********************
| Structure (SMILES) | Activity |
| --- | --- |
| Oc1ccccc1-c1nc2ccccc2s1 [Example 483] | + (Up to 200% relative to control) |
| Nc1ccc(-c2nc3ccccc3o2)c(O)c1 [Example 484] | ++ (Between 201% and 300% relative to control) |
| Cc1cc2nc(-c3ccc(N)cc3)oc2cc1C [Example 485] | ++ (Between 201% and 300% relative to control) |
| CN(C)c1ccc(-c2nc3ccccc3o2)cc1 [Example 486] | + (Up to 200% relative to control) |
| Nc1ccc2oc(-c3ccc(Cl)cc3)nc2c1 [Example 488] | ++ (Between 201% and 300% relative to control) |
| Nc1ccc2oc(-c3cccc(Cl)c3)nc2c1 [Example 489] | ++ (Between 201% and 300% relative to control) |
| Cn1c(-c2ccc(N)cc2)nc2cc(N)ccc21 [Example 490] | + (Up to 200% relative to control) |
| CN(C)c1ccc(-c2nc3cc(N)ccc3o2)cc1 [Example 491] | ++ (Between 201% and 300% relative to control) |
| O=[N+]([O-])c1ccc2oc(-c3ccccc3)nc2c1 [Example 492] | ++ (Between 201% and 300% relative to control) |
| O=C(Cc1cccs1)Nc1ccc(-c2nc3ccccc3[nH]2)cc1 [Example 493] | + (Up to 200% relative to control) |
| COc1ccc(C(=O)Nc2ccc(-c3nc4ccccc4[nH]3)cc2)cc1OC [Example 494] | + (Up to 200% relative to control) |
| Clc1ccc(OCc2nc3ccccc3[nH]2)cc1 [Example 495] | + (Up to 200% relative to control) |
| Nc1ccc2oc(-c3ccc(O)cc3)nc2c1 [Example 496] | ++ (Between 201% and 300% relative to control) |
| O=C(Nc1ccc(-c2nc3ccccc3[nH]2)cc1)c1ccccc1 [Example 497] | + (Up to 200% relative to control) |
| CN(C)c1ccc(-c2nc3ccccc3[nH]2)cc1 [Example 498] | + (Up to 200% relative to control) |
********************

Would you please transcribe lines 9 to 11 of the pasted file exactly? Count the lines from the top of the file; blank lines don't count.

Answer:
| Cn1c(-c2ccc(N)cc2)nc2cc(N)ccc21 [Example 490] | + (Up to 200% relative to control) |
| CN(C)c1ccc(-c2nc3cc(N)ccc3o2)cc1 [Example 491] | ++ (Between 201% and 300% relative to control) |
| O=[N+]([O-])c1ccc2oc(-c3ccccc3)nc2c1 [Example 492] | ++ (Between 201% and 300% relative to control) |